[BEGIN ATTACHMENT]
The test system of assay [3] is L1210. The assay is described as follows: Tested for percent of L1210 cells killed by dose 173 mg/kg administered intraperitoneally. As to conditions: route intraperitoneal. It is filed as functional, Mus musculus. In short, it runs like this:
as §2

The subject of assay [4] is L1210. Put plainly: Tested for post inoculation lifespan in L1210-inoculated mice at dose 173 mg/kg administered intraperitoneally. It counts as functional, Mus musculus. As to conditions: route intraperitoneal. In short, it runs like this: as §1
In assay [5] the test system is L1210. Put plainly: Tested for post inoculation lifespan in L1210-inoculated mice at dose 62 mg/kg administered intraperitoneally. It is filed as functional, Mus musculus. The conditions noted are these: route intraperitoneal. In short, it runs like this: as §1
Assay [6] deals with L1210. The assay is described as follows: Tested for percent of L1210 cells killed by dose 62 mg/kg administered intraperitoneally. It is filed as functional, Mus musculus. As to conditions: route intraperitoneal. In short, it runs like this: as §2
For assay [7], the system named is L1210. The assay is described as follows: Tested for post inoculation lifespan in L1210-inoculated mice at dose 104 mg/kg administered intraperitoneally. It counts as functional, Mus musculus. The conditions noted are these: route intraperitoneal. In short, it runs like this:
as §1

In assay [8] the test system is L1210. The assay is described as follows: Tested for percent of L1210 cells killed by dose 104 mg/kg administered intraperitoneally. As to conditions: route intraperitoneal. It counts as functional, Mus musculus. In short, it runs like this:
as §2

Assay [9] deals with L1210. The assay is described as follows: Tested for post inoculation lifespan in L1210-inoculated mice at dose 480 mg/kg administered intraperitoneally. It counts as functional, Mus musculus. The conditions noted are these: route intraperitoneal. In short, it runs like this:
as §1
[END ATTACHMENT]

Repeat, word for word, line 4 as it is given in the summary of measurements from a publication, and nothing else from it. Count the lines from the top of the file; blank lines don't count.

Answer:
In assay [5] the test system is L1210. Put plainly: Tested for post inoculation lifespan in L1210-inoculated mice at dose 62 mg/kg administered intraperitoneally. It is filed as functional, Mus musculus. The conditions noted are these: route intraperitoneal. In short, it runs like this: as §1